I’m currently leading a group of folks at my church through Lee C. Camp’s book Mere Discipleship: Radical Christianity in a Rebellious World. I first read it last year (it was highly recommended to me) and I think that it is one of the best “popular level” introductions to the theology & ethics of John Howard Yoder & Stanley Hauerwas (with a good measure of N.T. Wright and Richard Hays thrown in as well) that I have read.
The book has spurred some great conversation among our group and as I was preparing for our next meeting I was struck by the following quote:
“This is the great irony of American Christianity: exalting the nation that affords us ‘freedom of religion,’ we set aside the way of Christ in order to preserve the religion we supposedly are free to practice. We kill our alleged enemies in order to ‘worship’ the God who teaches us to love enemies. The most important question about our pledge of allegiance is not whether we pledge allegiance to a flag under “one God,” but to what god we are pledging our allegiance. Perhaps it is, after all, not the God revealed in Jesus Christ we are worshiping, but the god of the nation-state, the god of power and might and wealth.”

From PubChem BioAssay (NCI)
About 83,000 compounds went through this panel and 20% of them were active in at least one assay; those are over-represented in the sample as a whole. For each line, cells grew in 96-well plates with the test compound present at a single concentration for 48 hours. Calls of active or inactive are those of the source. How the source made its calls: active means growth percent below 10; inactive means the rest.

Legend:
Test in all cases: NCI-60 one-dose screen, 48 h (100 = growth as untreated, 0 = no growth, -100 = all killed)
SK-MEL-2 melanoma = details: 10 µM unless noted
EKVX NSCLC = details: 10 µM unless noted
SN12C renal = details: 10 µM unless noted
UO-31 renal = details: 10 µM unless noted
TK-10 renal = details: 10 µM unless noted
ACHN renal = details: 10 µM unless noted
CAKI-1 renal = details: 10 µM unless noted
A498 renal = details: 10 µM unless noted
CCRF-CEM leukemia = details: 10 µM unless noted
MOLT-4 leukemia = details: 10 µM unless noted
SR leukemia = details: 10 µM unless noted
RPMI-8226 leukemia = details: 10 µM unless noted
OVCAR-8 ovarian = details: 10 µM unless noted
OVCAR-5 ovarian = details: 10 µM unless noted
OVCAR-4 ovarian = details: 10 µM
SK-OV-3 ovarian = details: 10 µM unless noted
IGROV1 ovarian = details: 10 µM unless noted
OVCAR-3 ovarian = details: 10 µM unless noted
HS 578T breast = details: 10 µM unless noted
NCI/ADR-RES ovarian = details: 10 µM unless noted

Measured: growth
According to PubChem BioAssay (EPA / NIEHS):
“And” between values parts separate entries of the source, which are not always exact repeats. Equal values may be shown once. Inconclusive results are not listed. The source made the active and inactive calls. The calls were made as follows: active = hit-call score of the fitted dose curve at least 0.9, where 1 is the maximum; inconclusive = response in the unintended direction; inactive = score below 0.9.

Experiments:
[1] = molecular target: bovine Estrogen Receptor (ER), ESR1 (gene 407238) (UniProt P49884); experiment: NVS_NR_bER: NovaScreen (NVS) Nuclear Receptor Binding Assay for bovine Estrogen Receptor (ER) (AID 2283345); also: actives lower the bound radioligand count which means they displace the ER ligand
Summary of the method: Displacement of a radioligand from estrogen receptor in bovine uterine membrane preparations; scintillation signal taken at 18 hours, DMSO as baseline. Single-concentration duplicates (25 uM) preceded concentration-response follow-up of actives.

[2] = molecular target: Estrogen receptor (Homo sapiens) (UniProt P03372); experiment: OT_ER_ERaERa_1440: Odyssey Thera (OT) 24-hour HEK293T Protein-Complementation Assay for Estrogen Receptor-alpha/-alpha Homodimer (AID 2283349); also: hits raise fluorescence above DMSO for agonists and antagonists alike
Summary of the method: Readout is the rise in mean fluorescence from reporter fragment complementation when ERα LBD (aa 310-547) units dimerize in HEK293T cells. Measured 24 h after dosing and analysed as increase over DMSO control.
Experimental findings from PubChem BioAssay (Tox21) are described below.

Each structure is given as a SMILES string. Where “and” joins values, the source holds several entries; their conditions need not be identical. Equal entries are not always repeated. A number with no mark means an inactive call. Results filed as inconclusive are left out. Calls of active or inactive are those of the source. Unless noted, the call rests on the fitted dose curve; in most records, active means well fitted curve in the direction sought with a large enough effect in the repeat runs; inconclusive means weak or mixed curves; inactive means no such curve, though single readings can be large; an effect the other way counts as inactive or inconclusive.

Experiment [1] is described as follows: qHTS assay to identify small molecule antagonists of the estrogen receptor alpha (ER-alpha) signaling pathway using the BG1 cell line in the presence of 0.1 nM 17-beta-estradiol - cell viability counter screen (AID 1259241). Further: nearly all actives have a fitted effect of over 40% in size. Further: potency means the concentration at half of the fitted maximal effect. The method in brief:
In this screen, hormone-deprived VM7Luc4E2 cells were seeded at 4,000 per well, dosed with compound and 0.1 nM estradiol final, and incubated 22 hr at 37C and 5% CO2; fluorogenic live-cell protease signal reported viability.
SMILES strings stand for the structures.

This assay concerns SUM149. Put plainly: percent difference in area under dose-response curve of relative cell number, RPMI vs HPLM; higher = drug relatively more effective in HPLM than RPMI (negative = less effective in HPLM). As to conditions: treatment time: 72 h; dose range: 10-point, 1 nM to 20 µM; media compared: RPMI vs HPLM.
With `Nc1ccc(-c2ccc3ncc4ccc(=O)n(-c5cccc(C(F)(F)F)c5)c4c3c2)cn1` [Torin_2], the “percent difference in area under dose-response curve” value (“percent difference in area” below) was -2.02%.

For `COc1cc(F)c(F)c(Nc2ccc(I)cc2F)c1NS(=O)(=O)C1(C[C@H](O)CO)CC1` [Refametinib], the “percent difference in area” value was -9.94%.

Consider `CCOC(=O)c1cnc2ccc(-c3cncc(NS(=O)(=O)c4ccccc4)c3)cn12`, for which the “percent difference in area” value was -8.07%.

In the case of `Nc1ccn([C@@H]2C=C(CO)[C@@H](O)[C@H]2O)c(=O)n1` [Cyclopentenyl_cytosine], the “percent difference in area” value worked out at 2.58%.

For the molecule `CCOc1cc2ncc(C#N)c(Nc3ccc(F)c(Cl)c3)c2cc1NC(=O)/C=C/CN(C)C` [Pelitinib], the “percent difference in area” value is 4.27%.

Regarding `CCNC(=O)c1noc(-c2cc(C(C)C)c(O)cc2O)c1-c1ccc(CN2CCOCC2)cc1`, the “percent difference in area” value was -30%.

Do you agree with his assessment of the “great irony of American Christianity”?
Can you think of any other examples that would support his argument?